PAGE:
The government allows single-member LLCs created by an individual, but the risk is the legal interpretation of where the individual ends and business begins, similar to a sole proprietorship. This may expose the personal assets of the single member as a liability. 

LLC Tax Information

Since LLCs are pass-through entities, they pay federal income tax on the business income at individual federal income tax rates. The LLC owners will be taxed federally for their profits after accounting for their expenses and deductions. The businesses are still required to pay Alabama’s business privilege tax due to being classified as a limited liability entity. 

In California, an LLC owner can elect for their LLC to be treated as a corporation. As a corporation, the LLC will need to report its profit and would be taxed at the California corporate tax rate of 8.84%. If such an LLC does not report a profit for the tax year, they are required to pay the alternative minimum tax rate of 6.65% or the $800 franchise tax, whichever amount is greater. 

A standard LLC that reports a net income will pay the franchise tax according to their net income bracket. If the standard LLC does not report a net income, they will pay the minimum franchise tax of $800 to the state of California. The income that passes through to the owners will also be taxed per California’s marginal tax rates. 

Tax Documents

The required federal tax documents for an LLC are similar to the other pass-through business structures.

Members of an LLC will file the standard Form 1040 to the IRS. The partners will also be required to file Form 1065 and a Schedule K-1 form that reports their share of the income, losses, and deductions. 

If your LLC has employees, you will need to file additional forms to pay the payroll taxes. You should familiarize yourself with Forms 940, filed annually, and 941, filed quarterly. 

C Corporation

C corporations are typically larger companies that have formal requirements, such as company operating rules. They are required to have stockholder and director meetings and register with the California Secretary of State. 

C Corporation Tax Information

A C corporation pays corporate income taxes on its profits, calculated just like our sole proprietorship example. They are likely to be more complex due to their scale, real estate, the associated employee taxes, and insurances involved.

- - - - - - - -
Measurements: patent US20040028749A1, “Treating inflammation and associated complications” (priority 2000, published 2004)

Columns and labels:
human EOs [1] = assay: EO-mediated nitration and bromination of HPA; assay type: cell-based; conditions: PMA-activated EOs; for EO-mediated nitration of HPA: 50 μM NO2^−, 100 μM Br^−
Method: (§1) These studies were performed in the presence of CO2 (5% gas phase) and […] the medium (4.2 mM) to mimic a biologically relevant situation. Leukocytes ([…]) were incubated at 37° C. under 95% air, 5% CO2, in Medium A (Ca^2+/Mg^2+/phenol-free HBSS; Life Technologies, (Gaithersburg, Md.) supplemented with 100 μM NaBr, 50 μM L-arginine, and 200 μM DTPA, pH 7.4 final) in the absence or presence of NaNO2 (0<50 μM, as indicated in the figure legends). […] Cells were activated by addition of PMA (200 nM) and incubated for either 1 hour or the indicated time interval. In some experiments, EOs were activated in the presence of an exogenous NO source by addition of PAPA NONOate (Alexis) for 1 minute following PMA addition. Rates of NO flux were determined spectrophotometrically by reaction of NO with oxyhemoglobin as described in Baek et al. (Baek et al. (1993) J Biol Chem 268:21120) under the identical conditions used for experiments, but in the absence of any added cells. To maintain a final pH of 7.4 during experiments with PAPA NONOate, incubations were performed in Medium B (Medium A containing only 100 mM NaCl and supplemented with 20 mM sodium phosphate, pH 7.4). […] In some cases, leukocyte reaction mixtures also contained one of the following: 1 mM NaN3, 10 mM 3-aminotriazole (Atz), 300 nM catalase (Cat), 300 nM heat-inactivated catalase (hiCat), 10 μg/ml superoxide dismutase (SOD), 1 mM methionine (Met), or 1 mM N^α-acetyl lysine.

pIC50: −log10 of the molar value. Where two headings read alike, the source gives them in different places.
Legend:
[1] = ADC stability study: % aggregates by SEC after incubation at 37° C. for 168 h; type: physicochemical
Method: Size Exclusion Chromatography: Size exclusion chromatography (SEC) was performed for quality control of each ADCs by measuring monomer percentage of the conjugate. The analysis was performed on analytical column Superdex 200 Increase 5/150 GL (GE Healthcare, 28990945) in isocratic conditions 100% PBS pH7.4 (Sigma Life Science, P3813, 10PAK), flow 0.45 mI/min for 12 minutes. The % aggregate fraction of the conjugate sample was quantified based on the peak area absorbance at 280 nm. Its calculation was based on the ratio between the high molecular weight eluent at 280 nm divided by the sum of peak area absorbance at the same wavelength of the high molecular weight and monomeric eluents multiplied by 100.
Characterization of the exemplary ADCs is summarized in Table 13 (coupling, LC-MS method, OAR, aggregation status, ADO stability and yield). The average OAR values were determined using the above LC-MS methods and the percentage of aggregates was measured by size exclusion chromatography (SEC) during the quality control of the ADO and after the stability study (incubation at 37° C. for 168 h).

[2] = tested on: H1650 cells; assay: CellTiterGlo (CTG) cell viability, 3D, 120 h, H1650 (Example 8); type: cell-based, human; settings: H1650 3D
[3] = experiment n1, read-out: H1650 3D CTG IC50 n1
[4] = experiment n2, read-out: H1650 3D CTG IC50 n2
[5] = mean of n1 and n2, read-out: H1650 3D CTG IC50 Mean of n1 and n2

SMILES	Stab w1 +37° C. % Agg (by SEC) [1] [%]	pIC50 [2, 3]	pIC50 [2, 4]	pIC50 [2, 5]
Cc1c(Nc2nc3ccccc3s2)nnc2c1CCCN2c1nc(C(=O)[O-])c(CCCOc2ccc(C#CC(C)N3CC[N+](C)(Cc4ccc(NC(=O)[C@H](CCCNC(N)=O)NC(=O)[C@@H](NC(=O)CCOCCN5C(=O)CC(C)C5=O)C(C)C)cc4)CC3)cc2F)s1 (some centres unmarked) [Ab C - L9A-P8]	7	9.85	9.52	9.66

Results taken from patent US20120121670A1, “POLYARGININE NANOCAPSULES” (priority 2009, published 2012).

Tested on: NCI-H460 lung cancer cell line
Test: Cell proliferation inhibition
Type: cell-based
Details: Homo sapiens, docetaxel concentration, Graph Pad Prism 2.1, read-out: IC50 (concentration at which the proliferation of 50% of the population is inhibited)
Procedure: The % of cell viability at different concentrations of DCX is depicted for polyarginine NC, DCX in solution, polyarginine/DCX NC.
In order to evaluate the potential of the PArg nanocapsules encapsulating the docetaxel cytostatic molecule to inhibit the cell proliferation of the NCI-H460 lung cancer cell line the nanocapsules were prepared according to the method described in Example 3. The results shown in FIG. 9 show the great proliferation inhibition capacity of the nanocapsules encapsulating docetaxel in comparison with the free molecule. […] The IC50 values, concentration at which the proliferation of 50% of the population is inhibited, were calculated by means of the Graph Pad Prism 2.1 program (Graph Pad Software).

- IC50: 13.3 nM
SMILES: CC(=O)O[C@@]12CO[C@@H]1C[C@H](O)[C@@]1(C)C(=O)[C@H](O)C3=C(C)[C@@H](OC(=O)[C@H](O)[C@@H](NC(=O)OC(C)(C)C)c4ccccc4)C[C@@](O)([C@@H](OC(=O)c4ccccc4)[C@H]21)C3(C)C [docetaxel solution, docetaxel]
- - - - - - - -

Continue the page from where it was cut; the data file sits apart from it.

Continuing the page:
The profits of a C corporation may be subject to double taxation or being taxed twice. This happens when corporations pay out a dividend to their shareholders. The shareholders are then responsible for paying the taxes on those dividends.

California has a corporate tax rate of 8.84% or an alternative minimum tax of 6.65%; this number will be based on the corporation’s net taxable income. 

If the C corporation distributes a dividend, the shareholders receiving that dividend will be responsible for reporting that income on their tax returns. 

Tax Documents

Due to the complexity of C corporations and their taxes, I recommend hiring an accountant. The corporation will need to file a Form 1120. 

In California, you will need to file Form 100 “California Corporation Franchise or Income Tax Return” to report your earnings. California also requires the filing of Form Schedule R “Apportionment and Allocation of Income.”

S Corporation

S corporations are unique among business structures because they serve as pass-through entities while also providing liability protection. They share characteristics with C corporations as well as limited liability entities, like LLCs.

S Corporation Tax Information

As a pass-through entity, an S corporation is required to pay a minimum franchise tax of $800, or 1.5% of their net income, depending on which amount is larger. Reporting a positive net income will require the company to pay the 1.5% franchise tax to the state of California. Otherwise, the business pays the minimum franchise tax of $800 per year.

Double taxation occurs since the S corporation pays the franchise tax and the members of the corporation must also pay taxes on their reported earnings. 

Tax Documents

For federal income taxes, an S corporation files a Form 1120-S. The shareholders and those that benefit from the pass-through income of the business are required to file Schedule K-1 form along with their Form 1040.

California requires the business to file a California S Corporation Franchise or Income Tax Return as Form 100S. The business will also need to file a Schedule R form for income inside and outside of California to determine the amount of income received in California.


California business taxes can be intimidating, but don’t let that stop you from pursuing a business venture of your own. 

By keeping accurate records, contacting a business attorney when necessary, and using the correct state and federal tax forms, stressing over state and federal taxes won’t be a barrier to success.